A class of immunoglobulins found in all body fluids. They are the smallest but most common antibodies (75 percent to 80 percent) in the body. Abbreviated IgG. IgG antibodies are very important in fighting bacterial and viral infections. IgG antibodies are the only type of antibody that can cross the placenta in a pregnant woman to help the fetus.
- Immunoglobulin M
A class of immunoglobulins found in blood and lymph fluid that are the first type of antibody made in response to an infection. Abbreviated IgM. IgM antibodies make up about 5 percent to 10 percent of all the antibodies in the body.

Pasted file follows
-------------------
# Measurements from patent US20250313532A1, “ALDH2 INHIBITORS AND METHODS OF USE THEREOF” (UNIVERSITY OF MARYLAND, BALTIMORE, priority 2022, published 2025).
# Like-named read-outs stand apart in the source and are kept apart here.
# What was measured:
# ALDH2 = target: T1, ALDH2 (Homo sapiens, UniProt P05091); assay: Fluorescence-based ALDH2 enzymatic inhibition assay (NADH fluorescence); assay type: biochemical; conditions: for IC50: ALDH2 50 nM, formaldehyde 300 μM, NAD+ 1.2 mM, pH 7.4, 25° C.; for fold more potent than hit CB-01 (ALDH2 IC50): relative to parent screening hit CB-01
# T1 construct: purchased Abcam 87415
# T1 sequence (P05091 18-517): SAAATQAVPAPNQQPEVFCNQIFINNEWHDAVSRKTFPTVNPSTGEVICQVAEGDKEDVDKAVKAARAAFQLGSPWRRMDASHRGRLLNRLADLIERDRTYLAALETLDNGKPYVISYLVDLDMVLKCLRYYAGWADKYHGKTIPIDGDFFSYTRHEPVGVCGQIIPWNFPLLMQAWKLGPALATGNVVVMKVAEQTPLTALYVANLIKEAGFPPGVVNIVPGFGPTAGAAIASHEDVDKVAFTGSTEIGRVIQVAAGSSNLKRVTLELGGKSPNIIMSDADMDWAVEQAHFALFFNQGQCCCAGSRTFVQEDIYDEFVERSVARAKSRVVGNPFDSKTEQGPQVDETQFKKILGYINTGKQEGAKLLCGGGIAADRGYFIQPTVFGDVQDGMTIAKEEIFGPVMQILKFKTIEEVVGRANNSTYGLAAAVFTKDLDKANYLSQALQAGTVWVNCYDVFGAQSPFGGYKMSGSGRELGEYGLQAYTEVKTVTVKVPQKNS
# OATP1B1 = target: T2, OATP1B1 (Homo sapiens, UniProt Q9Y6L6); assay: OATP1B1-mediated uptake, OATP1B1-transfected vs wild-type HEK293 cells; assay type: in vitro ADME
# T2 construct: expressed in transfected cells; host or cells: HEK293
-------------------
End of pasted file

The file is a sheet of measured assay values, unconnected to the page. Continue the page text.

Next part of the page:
A physician or another degreed professional who is knowledgeable about immunology.
A pig that has been genetically engineered to produce human antibodies. An immunopig, when challenged with an infectious agent can, produce large volumes of human antibodies against that agent in their blood. There are also immunocows and presumably immunogoats, immunosheep, immunomoose, etc.
The study of all aspects of the immune system, including its structure and function, disorders of the immune system, blood banking, immunization, and organ transplantation.
An agent that can suppress or prevent the immune response. Immunosuppressants are used to prevent rejection of a transplanted organ and to treat autoimmune diseases such as psoriasis, rheumatoid arthritis, and Crohn’s disease. Some treatments for cancer act as immunosuppressants.